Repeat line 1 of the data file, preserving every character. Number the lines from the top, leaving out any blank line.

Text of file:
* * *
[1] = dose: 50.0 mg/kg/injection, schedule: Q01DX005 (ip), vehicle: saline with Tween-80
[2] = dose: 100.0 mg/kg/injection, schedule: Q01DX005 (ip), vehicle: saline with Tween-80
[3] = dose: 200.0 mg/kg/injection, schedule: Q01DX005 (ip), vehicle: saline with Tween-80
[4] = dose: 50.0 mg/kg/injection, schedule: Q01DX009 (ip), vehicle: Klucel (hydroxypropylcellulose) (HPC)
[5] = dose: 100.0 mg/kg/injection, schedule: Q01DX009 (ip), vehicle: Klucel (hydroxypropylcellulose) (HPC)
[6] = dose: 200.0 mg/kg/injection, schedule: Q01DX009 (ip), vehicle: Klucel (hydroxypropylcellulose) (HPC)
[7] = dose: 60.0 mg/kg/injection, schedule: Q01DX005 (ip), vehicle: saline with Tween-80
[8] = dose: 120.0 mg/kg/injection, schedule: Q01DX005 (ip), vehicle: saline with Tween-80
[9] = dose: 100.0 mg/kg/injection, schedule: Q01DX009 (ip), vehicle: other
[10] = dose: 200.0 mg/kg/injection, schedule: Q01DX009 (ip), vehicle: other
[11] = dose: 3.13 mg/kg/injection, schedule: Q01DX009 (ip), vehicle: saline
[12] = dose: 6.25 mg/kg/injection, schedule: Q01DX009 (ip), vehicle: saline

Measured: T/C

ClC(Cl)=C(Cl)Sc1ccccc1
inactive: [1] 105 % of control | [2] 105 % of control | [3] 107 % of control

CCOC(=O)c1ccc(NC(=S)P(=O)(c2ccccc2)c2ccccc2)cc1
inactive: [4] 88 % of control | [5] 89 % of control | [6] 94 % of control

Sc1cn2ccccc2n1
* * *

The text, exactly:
[1] = dose: 50.0 mg/kg/injection, schedule: Q01DX005 (ip), vehicle: saline with Tween-80